They say the best olive oil is from Maussane-les-Alpilles from the Coopérative Oléicole de la Vallée des Baux. Turns out we drove right through this area during our first trip, when we visited Baux-en-Provence. I think we might even have picked up some oil from a boutique in Baux.

A Pig in Provence

There was a lot of pork offal happening in this book. I’m going to have to keep my eyes open for caillettes, basically organ meat burgers, and pied-et-paquets, tripe “raviolis” in tomato sauce. These are not things I would normally pursue, but given the loving way in which they were described, if I saw either of them on a menu, I’d have to go for it.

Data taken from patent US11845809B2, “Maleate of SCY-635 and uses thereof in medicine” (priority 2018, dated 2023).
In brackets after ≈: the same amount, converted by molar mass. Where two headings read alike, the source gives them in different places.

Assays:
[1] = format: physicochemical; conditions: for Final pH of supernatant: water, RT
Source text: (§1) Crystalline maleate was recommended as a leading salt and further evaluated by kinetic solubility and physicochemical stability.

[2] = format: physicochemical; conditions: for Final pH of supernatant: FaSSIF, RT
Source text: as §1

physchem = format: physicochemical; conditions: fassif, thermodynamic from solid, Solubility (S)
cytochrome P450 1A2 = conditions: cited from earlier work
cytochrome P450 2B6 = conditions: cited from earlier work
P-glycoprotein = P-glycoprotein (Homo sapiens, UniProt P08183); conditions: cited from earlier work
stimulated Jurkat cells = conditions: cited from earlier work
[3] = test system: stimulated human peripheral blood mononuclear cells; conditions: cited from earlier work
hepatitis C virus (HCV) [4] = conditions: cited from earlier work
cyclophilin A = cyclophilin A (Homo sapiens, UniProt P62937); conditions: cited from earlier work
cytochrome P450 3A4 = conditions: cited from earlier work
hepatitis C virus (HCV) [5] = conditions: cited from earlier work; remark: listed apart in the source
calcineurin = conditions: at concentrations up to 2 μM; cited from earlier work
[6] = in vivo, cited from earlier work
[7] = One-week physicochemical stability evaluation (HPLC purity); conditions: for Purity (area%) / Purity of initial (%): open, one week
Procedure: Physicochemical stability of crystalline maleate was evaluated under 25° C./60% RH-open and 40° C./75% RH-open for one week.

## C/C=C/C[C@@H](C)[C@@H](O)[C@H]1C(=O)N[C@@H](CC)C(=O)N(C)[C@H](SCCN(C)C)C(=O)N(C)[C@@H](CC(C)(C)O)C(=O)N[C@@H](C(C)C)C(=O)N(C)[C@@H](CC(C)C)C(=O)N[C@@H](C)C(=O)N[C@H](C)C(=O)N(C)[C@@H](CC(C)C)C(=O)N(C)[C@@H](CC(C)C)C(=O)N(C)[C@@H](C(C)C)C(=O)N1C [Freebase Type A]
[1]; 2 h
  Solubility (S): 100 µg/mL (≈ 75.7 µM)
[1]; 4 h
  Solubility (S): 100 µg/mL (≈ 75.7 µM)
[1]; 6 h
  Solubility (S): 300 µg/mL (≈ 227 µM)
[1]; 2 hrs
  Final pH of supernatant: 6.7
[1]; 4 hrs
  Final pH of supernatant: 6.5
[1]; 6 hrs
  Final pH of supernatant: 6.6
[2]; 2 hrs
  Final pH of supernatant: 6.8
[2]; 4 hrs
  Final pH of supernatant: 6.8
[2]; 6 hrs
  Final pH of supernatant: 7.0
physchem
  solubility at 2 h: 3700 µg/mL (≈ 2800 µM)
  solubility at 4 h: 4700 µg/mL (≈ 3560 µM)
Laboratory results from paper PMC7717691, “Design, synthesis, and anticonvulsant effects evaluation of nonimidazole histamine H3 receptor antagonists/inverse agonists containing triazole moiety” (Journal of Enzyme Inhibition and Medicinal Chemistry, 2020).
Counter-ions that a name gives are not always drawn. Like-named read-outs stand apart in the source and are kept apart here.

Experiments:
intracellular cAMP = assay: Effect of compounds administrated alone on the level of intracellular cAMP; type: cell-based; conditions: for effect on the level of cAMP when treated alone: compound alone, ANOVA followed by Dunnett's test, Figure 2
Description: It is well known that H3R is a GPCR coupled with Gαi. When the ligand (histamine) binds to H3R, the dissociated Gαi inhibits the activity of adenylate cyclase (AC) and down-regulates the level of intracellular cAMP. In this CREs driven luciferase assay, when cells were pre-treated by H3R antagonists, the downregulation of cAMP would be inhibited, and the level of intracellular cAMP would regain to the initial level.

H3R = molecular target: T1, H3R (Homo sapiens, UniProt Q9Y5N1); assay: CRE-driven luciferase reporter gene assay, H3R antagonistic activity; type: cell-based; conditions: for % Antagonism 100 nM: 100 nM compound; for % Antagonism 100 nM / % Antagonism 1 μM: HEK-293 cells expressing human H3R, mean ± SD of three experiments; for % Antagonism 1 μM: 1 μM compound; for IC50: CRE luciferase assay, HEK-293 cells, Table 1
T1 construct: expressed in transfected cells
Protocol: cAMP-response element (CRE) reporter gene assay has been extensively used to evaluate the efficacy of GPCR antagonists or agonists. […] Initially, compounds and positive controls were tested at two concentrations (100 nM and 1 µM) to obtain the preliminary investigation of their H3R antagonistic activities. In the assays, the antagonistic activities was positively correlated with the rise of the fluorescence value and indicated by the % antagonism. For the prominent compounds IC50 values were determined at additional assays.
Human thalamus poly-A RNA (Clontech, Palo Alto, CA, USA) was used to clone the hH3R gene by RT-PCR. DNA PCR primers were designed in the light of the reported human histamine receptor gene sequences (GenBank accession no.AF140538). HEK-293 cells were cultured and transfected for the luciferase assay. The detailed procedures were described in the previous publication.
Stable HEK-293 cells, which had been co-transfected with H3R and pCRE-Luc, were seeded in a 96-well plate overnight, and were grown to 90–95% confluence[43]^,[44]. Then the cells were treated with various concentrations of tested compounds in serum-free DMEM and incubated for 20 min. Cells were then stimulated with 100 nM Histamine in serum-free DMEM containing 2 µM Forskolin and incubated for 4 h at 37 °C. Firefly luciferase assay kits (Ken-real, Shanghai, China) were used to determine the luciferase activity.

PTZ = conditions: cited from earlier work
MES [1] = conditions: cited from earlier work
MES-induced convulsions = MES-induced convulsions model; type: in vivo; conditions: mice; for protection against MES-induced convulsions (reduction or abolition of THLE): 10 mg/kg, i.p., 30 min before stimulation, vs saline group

There was a lot of discussion of mushroom foraging, centering around three varieties in particular. Chanterelles most everyone has heard of, but cèpes and sanguins I didn’t know. Turns out most Americans know cèpes by their Italian name, porcinis, but I’m unfamiliar with sanguins in any language. Apparently they are known here as saffron milk caps or red pine mushrooms.

Reading this book really made me want to try a real bouillabaisse with rouille. Apparently in Marseilles.

Stephanie’s dad made soupe au pistou (pesto vegetable soup) for us once, but I’d like to have it again. French pistou is essentially Italian pesto without the pine nuts, and optionally gruyere along with or instead of parmesan.

Stephanie’s never had brandade de morue, a pureed salt cod gratin, but it sounds just crazy enough that I’d like to try to make it sometime.

Finally, I think it’s time I get over my lifelong aversion to mayonnaise-like sauces and make a homemade aioli.